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Thursday, 19 July 1906


Mr SPEAKER - Does the honorable member second the motion for its second reading ?


Mr JOHNSON - Yes, sir. I am responsible, with the honorable member, for the introduction of the Bill. I have no desire to unduly occupy the time of the House in discussing it, because the honorable member for Melbourne Ports has made out a sufficiently strong case to appeal to all thinking men. It must be admitted that the men who abstain from alcoholic stimulants usually possess a much better constitution than do those who become steeped in alcohol. The effect of the use of alcohol is to reduce the stamina of men and to undermine their constitutions. The other day I was met with the objection that the abolition of military canteens would deprive those who are now employed in them, and who are not engaged in military service, of their occupation. I have no desire whatever to see any man displaced from his employment, but I do not think that the passing of this Bill will have that effect. Certainly, I' should like to see those who find employment in military canteens direct their energies into some more beneficial department of industry, in which they would accomplish more good for themselves and fortheir fellow men. That the existence of these canteens is a real evil, nobody who has visited military canteens in encampments and barracks, under certain conditions, and at certain times, can doubt. It may be that of late years the extent to which the vice of drunkenness prevails is not so great as it was. For that we have reason to be thankful, but we should endeavour as far as we can to remove from military men the temptation to employ their leisure in having recourse to stimulants. I have here an extract from Light, a Sydney newspaper, in reference to the death of a man, which was alleged to have been caused by Sunday drinking. The paragraph is as follows: -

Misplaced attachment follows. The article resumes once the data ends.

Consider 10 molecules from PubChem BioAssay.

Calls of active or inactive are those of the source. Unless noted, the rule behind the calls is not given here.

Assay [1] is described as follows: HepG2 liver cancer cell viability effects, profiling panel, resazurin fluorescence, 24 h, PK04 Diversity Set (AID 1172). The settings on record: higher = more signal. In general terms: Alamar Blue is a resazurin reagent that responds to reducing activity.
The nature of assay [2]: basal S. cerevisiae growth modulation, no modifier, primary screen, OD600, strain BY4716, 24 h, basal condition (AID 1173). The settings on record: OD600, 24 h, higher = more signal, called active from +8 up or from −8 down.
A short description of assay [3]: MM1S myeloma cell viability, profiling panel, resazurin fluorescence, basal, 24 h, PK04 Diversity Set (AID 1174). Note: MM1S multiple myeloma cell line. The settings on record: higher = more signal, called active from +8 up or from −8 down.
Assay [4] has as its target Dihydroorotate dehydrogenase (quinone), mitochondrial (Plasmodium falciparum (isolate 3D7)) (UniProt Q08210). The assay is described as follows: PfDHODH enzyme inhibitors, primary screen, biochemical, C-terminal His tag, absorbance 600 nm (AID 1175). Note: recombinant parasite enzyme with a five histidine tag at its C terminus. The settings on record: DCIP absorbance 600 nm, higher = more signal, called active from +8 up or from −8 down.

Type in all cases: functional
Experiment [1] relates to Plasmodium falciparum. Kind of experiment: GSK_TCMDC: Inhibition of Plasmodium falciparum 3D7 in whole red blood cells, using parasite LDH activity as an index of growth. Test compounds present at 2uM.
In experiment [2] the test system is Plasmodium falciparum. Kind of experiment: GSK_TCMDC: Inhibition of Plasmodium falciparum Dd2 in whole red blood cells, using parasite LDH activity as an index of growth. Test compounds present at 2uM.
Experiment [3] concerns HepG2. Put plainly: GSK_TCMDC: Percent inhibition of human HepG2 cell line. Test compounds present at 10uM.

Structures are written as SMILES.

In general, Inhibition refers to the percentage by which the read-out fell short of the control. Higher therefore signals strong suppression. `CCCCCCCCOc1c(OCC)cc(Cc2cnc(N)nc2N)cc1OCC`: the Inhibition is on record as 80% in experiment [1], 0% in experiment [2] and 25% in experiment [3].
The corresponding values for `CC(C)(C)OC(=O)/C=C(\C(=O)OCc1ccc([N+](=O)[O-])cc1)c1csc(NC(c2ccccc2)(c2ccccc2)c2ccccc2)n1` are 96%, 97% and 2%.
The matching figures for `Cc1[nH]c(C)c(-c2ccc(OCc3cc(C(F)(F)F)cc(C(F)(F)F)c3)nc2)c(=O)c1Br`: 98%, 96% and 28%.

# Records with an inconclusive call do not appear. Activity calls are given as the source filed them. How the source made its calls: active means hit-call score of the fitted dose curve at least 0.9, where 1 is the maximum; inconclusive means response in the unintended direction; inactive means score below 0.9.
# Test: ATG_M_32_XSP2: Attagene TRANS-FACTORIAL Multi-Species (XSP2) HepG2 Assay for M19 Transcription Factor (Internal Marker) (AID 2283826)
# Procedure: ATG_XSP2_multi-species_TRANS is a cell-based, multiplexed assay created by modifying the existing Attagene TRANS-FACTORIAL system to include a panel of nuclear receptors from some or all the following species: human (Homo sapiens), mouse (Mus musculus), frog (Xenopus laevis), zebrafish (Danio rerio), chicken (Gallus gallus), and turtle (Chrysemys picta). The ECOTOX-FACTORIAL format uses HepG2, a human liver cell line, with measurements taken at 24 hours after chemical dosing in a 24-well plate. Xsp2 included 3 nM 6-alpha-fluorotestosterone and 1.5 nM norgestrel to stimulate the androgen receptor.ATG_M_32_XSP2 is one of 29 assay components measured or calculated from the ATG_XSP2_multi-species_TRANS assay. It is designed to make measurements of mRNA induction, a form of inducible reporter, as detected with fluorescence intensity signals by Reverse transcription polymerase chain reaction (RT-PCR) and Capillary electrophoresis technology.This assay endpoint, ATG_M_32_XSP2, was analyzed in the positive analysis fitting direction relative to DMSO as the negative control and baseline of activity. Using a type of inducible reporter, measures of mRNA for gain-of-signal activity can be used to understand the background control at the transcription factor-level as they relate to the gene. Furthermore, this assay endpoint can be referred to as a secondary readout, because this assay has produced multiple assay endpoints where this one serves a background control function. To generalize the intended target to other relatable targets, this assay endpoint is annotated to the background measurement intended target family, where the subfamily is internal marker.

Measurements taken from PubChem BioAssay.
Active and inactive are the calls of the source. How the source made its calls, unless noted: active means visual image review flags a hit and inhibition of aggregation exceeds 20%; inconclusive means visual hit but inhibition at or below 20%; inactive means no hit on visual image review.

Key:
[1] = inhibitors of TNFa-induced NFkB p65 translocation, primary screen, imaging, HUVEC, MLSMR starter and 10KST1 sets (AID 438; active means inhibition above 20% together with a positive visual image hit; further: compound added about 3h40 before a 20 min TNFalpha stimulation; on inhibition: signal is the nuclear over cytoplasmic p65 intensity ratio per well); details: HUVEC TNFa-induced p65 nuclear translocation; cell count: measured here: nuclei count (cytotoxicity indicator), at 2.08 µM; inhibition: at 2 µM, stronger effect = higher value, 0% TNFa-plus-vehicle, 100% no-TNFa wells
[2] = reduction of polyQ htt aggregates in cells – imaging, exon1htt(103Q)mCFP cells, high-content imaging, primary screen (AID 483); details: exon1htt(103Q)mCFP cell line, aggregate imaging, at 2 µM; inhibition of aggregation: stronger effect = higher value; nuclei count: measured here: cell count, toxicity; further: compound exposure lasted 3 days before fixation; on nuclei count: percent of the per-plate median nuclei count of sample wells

Death from Sunday Drinking.

An inquest was held by the City Coroner concerning the death of a carpenter lately residing in Paddington, on Sunday. The deceased had been drinking on Saturday night, and on the following morning visited the canteen at the Victoria Barracks, where it is said he had a drink or two. He subsequently went to a wine shop in Dowling-street, and had about three glasses of wine. He became very ill, and so serious did his condition become that he was taken to the Sydney Hospital, but on arrival at that institution life was pronounced extinct.

The Coroner said that it was evident that the deceased, who was drunk on Saturday night, was supplied with liquor at the canteen and wine at the shop despite the Sunday Liquor Act. He found that death was due to alcoholism.

Why are not the dispensers of this " liquid damnation " proceeded against for doing this " hurt to one of his Majesty's subjects " ? It is time that such doings should be put a stop to.

I am not prepared to say positively that this man was supplied with drink at the canteen on the Sunday in question, but the coroner, who doubtless had all the evidence before him, seemed to believe that he was. It may be that the drink so supplied did not accelerate his death; but, on the other hand, there is a strong probability that it had something to do with it. If the law of the land prohibits the sale of intoxicating drinks in public houses on Sundays, it should certainly apply to military canteens. At the same time, one must recognise that intoxicating liquor, whether imbibed in excess on Sunday or any other day, is equally injurious. There seems to be an impression amongst a certain class of the community that if drink be. not supplied in military canteens, there will be a strong temptation for soldiers to break barracks, and that they will be supplied, perhaps, with inferior drink in low-class hotels.


Mr Hutchison - If they broke barracks that would be an offence for which they would be punished ; so that they would not do so very often.